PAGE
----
Stalking Cuban Bones
Few spots in the world offer better flats fishing than the waters off of Cuba. Just don't expect any amenities
Over three days in Havana, I had felt pleasantly locked in a 1950s time warp. Now I was fishing in one. I stood in the tiny V-shaped bow of a ten-foot fiberglass pirogue kind of thing. It was old and green, its only engine a wiry little guy in the stern named Lazaro, who poled the miniature skiff along at a handsome clip with a weathered driftwood stick. Over a million acres of virgin swampland and over 100,000 acres of prime bonefish grounds surrounded us. Somewhere out there, each in a similar skiff, were mis amigos Ethan, Des, Richard, and Eric, and no one else. Not another boat of any kind. The nearest condos, Jet Skis, and Margaritaville T-shirts were ninety miles away in Key West. And as Lazaro poled us up to the morning’s first flat, putting to wing a pair of white ibis, I felt ten years old again.
I was that age when I caught my first bonefish, in June 1952, fishing with my father out of the old Walker’s Cay Club in the Bahamas. We fished with spinning rods, hooks baited with conch, and no sunscreen from a rowboat powered by a guide poling with driftwood. The club slept six or eight people in concrete bunk rooms. Dinner was eaten
with the guides, whatever fish you or someone else had caught that day. The generator went off at ten, and we shared the little saltwater swimming pool with a three-foot blacktip shark named Hank.
These days such a place would not pass for what’s known as a “bonefish destination.” The myriad of these in the Bahamas, Belize, Venezuela, the Seychelles, and elsewhere are, almost without exception, stylish lodges featuring “island gourmet cuisine,” frequented by an international army of garrulous fly-rodders clad in Orvis and Patagonia. Since 1952, I’ve put in my own tours of duty at plenty of these places, enjoying most of them and coming to love a few. I have no problem with working showers and forty-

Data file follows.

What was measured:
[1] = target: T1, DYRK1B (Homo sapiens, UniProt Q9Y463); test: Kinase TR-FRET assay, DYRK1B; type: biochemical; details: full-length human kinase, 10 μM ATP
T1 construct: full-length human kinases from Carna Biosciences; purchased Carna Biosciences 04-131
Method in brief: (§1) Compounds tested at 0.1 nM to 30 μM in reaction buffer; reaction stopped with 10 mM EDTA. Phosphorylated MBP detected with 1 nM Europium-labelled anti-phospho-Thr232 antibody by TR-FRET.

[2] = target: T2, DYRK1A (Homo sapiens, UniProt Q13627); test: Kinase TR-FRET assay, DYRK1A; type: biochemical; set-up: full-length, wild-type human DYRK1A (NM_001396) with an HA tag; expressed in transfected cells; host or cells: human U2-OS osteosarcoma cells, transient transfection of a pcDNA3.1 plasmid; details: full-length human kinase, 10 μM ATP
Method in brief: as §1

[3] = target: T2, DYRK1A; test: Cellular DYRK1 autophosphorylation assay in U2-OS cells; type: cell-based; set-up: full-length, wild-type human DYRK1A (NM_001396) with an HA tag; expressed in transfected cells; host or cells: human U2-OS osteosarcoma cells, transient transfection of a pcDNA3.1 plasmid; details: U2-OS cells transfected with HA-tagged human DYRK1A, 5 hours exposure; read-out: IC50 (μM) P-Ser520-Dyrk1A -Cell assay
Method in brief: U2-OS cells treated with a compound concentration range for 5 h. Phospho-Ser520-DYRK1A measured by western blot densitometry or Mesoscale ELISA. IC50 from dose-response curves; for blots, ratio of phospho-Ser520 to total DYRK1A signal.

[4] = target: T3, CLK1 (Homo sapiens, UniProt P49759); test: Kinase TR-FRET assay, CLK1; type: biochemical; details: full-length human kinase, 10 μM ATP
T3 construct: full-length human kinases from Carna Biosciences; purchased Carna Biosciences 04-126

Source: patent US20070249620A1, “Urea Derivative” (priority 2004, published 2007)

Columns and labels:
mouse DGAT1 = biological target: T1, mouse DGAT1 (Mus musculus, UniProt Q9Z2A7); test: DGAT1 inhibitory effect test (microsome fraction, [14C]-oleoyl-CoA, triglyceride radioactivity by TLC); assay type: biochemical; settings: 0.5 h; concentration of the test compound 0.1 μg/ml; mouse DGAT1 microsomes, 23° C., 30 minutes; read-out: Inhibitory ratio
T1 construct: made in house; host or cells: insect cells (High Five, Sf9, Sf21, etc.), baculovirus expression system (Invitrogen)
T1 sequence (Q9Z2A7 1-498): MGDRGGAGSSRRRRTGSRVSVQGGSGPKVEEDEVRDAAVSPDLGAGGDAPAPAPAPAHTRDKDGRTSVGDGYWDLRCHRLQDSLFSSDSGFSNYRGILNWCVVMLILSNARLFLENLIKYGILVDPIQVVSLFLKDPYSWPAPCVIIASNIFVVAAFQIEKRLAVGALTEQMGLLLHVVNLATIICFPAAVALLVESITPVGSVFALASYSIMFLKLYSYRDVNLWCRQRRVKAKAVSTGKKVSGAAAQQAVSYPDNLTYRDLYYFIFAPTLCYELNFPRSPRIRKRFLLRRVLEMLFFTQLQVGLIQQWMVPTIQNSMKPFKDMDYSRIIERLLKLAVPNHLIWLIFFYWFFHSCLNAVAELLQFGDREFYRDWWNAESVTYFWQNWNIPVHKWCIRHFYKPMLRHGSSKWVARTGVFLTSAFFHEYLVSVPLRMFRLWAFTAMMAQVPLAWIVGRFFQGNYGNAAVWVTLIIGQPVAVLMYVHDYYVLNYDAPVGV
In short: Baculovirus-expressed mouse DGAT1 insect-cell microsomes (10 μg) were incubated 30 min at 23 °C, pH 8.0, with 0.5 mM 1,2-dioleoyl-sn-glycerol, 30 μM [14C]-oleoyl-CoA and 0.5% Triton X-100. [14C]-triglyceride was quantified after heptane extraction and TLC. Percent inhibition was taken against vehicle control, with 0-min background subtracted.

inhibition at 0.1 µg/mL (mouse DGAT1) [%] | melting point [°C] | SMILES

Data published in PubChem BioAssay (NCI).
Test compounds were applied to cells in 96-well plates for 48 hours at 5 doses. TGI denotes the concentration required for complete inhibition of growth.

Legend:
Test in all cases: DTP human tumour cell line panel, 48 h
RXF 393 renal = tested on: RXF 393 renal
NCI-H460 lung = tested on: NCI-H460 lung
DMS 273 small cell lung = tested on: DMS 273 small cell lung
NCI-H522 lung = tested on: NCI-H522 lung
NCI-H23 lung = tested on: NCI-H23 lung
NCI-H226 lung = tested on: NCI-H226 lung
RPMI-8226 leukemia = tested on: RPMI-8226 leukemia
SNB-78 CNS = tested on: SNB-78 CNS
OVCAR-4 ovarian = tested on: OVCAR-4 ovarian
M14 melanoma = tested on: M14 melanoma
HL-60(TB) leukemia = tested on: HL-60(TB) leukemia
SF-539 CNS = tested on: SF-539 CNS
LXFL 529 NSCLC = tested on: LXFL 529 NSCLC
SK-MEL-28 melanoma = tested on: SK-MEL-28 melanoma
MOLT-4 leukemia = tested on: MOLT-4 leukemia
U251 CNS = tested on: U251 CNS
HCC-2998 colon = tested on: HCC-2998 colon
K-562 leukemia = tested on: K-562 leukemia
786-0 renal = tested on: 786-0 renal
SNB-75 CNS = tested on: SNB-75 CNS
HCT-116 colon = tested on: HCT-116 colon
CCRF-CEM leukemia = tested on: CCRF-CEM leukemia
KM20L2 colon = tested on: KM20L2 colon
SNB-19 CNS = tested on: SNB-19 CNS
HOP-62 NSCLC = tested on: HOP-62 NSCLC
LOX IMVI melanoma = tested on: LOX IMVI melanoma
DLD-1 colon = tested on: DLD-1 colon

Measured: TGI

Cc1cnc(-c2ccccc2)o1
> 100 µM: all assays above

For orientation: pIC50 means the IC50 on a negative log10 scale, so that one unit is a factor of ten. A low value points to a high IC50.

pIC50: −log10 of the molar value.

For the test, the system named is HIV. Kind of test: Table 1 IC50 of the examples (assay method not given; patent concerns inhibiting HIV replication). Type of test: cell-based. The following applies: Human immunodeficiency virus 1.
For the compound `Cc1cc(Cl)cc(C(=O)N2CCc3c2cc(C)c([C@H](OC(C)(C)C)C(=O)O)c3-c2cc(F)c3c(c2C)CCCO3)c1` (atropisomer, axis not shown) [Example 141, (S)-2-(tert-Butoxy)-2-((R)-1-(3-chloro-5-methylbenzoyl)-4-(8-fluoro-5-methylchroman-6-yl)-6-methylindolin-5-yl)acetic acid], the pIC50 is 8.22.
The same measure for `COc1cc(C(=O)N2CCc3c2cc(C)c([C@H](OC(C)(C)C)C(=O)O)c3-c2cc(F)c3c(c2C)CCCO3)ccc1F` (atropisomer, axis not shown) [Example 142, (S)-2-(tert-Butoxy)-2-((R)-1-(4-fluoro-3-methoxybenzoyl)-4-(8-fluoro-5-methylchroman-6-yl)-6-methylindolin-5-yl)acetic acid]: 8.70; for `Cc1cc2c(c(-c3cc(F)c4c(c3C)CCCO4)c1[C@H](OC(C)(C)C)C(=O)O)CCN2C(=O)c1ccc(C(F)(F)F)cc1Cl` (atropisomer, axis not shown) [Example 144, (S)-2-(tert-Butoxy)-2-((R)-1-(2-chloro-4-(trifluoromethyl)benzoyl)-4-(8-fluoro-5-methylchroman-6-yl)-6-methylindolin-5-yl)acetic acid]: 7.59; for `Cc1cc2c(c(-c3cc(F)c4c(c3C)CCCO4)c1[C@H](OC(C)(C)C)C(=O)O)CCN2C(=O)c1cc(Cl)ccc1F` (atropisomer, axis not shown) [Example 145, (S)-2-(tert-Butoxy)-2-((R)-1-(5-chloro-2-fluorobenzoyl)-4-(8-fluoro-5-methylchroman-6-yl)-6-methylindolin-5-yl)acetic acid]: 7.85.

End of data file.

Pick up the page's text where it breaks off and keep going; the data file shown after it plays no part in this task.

thousand-dollar bat-out-of-hell skiffs. But after you’ve been to enough of them, modern bonefish destinations start to blur into a characterless, if-it’s-November-this-must-be-Abaco whole; and over the years I’ve longed to pass through a wormhole back to something like the Walker’s Cay Club—a place with enough unmistakable there there to make it impossible to wake up and have to spend a moment remembering exactly where you are in Bonefish Nation.
The Zapata Peninsula is on Cuba’s southwest coast, some two and a half hours’ drive from Havana. At 1,745 square miles, it is Cuba’s largest maritime wilderness and by far the vastest swampland in the Caribbean. The peninsula is very lightly inhabited by humans, and a chunk of it the size of Delaware, known as the Zapata Swamp National Park, is protected from poaching and commercial exploitation. This jewel of a bird-watching, diving, beaching, and fishing resource has the good luck to be in Cuba—which under Castro has, perhaps surprisingly, locked up 22 percent of its land under some form of environmental protection, among the highest of any nation; and where (to date, anyway) there is little if any capitalistic incentive to develop it.